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How to Track Your Short Term Goals Success

When you set a short-term goal, establish a measurement system to track your progress:[3]

1. Create a Running Tally

One of the best devices to keep your short-term goal setting on track is to keep a running record or tally of the number of days in a row that you’ve sustained your goal.

For example, if improving your health is important to you and you plan to reduce your weight by 5 kilos by not eating any foods containing sugar, then set up a simple chart and track how many days in a row you can do this. Aim for 5 days, then 10, then 20 days in a row. If you have a small diversion and eat sugar one day, simply start again.

Once you feel confident that you can continue with this step, add another such as taking 5,000 steps per day. Again, set up a simple tally chart either in your diary or somewhere visible and enjoy marking up one more day that you’ve achieved your short-term goal. It won’t be long before your goal of losing 5 kilos is met.

2. Keep a Journal

Maintaining a journal will help you focus on identifying the things that are different because you’ve set a well-formed short-term goal.

Aim to complete the journal at the end of each day and recall in detail the things that you’re noticing. This helps keep you connected with your desired outcome and the transformation you’re experiencing in both your behavior and mindset.

Take a look at this guide if you’re starting out journaling: Writing Journal for a Better and More Productive Self (The How-To Guide).

3. Share Your Progress With a Trusted Friend or Coach

By voicing the change and expressing how far you’re noticing yourself move towards your goal, you’re reinforcing the power of change you’re experiencing.

And you’ll be activating the feel-good neurotransmitters that are so important for bringing your confidence, motivation, and positive changes to your brain to succeed.

Here’re more reasons why you should get yourself a life coach: 7 Reasons Why You Should Find a Life Coach to Reach Your Full Potential.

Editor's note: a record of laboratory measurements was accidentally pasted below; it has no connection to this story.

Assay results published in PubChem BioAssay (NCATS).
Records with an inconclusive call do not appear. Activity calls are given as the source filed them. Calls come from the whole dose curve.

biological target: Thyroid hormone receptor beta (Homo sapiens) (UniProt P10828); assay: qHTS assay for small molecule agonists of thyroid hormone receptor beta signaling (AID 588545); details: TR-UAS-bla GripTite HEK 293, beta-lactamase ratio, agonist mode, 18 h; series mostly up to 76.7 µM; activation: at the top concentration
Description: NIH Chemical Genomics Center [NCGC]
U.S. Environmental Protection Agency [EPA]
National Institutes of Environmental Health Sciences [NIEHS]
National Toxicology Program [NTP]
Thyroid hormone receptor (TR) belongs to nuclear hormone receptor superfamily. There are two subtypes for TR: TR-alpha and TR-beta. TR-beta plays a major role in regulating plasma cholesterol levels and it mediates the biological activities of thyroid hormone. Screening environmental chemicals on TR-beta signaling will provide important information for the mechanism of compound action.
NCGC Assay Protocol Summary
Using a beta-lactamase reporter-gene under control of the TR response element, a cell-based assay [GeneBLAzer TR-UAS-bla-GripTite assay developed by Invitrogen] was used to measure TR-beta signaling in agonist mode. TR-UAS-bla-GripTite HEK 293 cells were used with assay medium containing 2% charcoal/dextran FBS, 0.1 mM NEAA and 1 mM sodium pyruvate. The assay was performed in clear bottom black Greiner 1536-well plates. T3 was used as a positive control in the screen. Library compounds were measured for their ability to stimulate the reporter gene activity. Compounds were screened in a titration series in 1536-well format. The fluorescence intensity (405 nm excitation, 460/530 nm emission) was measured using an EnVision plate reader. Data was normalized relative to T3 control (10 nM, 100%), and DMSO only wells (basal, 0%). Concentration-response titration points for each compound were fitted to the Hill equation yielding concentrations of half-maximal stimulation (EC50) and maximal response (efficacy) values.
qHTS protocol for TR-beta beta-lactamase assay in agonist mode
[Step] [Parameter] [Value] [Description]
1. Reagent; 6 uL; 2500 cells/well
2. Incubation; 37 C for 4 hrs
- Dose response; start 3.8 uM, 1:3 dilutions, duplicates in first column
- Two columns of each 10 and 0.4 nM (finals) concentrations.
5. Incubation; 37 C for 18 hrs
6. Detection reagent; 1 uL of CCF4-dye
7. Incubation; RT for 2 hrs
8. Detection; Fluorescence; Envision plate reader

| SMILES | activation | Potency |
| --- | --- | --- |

4. Visualize Your Progress

Before you go to sleep in the evening, visualize your tomorrow. See yourself continuing to do the things that support your change.

Walk yourself through the tiny details that add up to the changes you want to see yourself doing, including the time you’ll wake up. In the morning, re-activate the visualization and then ‘step into’ your day.

Short-Term Goal Example: A Career Short-Term Goal

How to advance your career with short-term goals? Specifically, you will need short-term goals to help with your career. This is also how many people want to utilize short-term goals.

Start by Planning Your Career Visually

Walt Disney was sacked for lacking imagination. Oprah Winfrey was told she’d never make it on television. Careers are destroyed by naysayers intent on keeping you small. The successful person designs a career goal and then creates incremental steps to ‘ladder up’ with short-term goals.

Justin Dry from VinoMofo, a successful Australian wine distribution company, always begins his goal-setting process with visual planning. He says,

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I need to see it all in front of me like a puzzle I’m putting together. It kind of looks like the workings of a madman with lots of weird and wonderful shapes and lines connecting the words.

Whether you use masses of post-it notes that cover a wall, large sheets of paper to spread your ideas on or a journal to map your path – messy planning gets your ideas out of your head so you see different possibilities and pathways available to you.

Begin this process by asking, “What are my best hopes for my career?”

Write them down and place them somewhere you’ll notice them every day.

Make You Think Like a Start-Up Entrepreneur

While successful career planning starts with a messy and random process to let those ‘idea gems’ – the embryos of well-formed short-term goals rise, the next step is taking these nuggets and using them to set your direction.

Think of yourself (and your career) as if you’re the CEO of your successful start-up – one with a clear vision of what you want and how you’ll get it. Rather than waiting for a boss to give you goals, be proactive, and set your own.

Karen Lawson, CEO of Slingshot says,

Set a vision, and be focused on the intent of these goals. Create actions which not only build on those of yesterday but also improve what you do tomorrow. Your pathways will need to be flexible, challenged, and accountable.